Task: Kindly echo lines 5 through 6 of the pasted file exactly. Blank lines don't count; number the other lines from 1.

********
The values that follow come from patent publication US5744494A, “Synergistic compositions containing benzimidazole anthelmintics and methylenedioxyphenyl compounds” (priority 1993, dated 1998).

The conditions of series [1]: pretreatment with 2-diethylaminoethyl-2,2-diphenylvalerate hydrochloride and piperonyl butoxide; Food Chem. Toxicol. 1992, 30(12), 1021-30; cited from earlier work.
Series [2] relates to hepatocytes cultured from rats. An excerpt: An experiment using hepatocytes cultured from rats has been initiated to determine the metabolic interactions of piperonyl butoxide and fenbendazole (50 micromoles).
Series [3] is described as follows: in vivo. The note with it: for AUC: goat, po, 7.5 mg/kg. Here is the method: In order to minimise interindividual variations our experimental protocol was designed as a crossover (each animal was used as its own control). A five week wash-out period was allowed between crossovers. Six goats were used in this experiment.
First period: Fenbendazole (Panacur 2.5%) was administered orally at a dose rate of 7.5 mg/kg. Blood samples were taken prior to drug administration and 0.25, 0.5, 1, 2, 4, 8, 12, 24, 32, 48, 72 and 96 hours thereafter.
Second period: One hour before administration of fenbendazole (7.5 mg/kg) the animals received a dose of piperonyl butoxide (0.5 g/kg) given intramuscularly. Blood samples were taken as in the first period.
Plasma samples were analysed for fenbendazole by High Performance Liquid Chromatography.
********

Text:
First period: Fenbendazole (Panacur 2.5%) was administered orally at a dose rate of 7.5 mg/kg. Blood samples were taken prior to drug administration and 0.25, 0.5, 1, 2, 4, 8, 12, 24, 32, 48, 72 and 96 hours thereafter.
Second period: One hour before administration of fenbendazole (7.5 mg/kg) the animals received a dose of piperonyl butoxide (0.5 g/kg) given intramuscularly. Blood samples were taken as in the first period.